Article thumbnail
Location of Repository

Spatial Genetic Structure of a Symbiotic Beetle-Fungal System: Toward Multi-Taxa Integrated Landscape Genetics

By Patrick M. A. James, Dave W. Coltman, Brent W. Murray, Richard C. Hamelin and Felix A. H. Sperling


Spatial patterns of genetic variation in interacting species can identify shared features that are important to gene flow and can elucidate co-evolutionary relationships. We assessed concordance in spatial genetic variation between the mountain pine beetle (Dendroctonus ponderosae) and one of its fungal symbionts, Grosmanniaclavigera, in western Canada using neutral genetic markers. We examined how spatial heterogeneity affects genetic variation within beetles and fungi and developed a novel integrated landscape genetics approach to assess reciprocal genetic influences between species using constrained ordination. We also compared landscape genetic models built using Euclidean distances based on allele frequencies to traditional pair-wise Fst. Both beetles and fungi exhibited moderate levels of genetic structure over the total study area, low levels of structure in the south, and more pronounced fungal structure in the north. Beetle genetic variation was associated with geographic location while that of the fungus was not. Pinevolume and climate explained beetle genetic variation in the northern region of recent outbreak expansion. Reciprocal genetic relationships were only detectedin the south where there has been alonger history of beetle infestations. The Euclidean distance and Fst-based analyses resulted in similar models in the north and over the entire study area, but differences between methods in the south suggest that genetic distances measures should be selected based on ecological and evolutionary contexts. The integrated landscape genetics framework we present is powerful, general, and can be applied to other systems to quantify the biotic and abiotic determinants of spatial genetic variation within and among taxa

Topics: Research Article
Publisher: Public Library of Science
OAI identifier:
Provided by: PubMed Central

Suggested articles


  1. (1996). A national ecological framework for Canada. Agriculture and Agri-Food Canada, Research Branch, Centre for Land and Biological Resources Research, and Environment Canada, State of the Environment Directorate, Ecozone Analysis Branch Ottawa/Hull.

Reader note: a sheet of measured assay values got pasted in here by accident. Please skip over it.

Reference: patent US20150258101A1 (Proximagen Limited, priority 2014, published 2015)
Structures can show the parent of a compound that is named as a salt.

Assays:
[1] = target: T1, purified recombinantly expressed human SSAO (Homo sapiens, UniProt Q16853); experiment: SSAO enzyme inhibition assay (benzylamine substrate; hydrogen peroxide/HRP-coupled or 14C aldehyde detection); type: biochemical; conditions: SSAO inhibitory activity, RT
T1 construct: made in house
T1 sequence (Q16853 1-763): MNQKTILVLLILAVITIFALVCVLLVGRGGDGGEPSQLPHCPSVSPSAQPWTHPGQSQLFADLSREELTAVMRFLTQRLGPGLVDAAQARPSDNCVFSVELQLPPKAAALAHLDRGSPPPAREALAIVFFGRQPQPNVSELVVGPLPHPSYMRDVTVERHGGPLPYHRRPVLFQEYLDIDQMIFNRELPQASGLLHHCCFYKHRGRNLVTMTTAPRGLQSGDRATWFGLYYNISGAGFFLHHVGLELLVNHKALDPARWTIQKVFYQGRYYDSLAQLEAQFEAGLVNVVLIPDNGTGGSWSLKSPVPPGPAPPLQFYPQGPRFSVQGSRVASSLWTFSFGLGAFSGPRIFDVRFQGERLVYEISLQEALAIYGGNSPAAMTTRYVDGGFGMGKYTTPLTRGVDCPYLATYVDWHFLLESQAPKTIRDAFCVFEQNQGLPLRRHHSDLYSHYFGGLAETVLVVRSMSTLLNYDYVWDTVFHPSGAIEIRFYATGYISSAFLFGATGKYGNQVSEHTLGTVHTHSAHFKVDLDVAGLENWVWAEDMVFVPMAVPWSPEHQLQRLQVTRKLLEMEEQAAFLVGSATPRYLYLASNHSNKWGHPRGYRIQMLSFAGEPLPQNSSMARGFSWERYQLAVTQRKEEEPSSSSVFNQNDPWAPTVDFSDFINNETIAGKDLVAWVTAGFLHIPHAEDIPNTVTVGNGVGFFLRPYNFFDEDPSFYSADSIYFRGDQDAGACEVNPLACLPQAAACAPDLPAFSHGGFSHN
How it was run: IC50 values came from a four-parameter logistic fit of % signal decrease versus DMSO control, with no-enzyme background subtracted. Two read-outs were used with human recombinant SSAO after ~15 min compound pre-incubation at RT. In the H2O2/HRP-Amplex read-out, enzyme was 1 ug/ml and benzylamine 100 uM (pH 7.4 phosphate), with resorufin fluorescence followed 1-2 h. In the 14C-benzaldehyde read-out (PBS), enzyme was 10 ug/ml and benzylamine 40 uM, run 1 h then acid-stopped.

2. (2006). Adaptive vs. neutral genetic diversity: Implications for landscape genetics.
  3. (2008). adegenet: a R package for the multivariate analysis of genetic markers.
  4. (2007). An emerging synthesis between community ecology and evolutionary biology.
  5. (1989). An empirical approach to modeling the local dispersal of the mountain pine beetle (Dendroctonus ponderosae Hopk.) (Col., Scolytidae) in relation to sources of attraction, wind direction and speed.
  6. (1973). Analysis of gene diversity in subdivided populations.
  7. (1992). Analysis of molecular variance inferred from metric distances among DNA haplotypes: Application to human mitochondrial DNA restriction sites.
  8. (2005). Arlequin ver. 3.0: An integrated software package for population genetics data analysis.
  9. (2004). Bark beetle-fungal symbiosis: Context dependency in complex associations.
  10. (2008). Bottom-up effects of plant genotype on aphids, ants, and predators.
  11. (2009). Characterization of microsatellite loci in the fungus, Grosmannia clavigera, a pine pathogen associated with the mountain pine beetle.
  12. (2010). Climate change and bark beetles of the western United States and Canada: Direct and indirect effects.
  13. (2003). Community and ecosystem genetics: A consequence of the extended phenotype.
  14. (1999). Comparative geographic structures of two parasitoid-host interactions.
  15. (2010). Comparative phylogeography, genetic differentiation and contrasting reproductive modes in three fungal symbionts of a multipartite bark beetle symbiosis.
  16. (2004). Comparative population genetic structures and local adaptation of two mutualists.
  17. (2010). Comparison of the Mantel test and alternative approaches for detecting complex multivariate relationships in the spatial analysis of genetic data.